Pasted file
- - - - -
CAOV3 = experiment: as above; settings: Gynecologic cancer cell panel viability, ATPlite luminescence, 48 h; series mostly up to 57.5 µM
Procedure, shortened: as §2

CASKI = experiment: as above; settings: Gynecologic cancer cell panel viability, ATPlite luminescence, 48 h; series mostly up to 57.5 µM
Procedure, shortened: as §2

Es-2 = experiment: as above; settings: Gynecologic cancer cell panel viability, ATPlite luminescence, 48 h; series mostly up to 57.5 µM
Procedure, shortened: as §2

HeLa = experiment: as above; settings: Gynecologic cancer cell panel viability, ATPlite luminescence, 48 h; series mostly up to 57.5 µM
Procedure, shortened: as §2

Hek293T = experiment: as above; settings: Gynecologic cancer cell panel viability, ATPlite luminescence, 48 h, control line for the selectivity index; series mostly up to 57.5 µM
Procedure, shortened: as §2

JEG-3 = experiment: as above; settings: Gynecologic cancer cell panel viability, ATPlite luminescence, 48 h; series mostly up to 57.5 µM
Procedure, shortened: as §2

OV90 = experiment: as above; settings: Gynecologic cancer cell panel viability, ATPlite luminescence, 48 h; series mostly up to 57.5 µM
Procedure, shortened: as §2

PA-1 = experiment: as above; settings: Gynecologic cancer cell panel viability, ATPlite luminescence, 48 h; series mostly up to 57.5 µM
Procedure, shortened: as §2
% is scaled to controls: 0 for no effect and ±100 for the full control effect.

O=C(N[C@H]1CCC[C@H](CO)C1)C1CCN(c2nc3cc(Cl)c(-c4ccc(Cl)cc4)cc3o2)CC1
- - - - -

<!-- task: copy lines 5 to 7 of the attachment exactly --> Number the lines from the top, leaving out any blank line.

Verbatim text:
Es-2 = experiment: as above; settings: Gynecologic cancer cell panel viability, ATPlite luminescence, 48 h; series mostly up to 57.5 µM
Procedure, shortened: as §2

HeLa = experiment: as above; settings: Gynecologic cancer cell panel viability, ATPlite luminescence, 48 h; series mostly up to 57.5 µM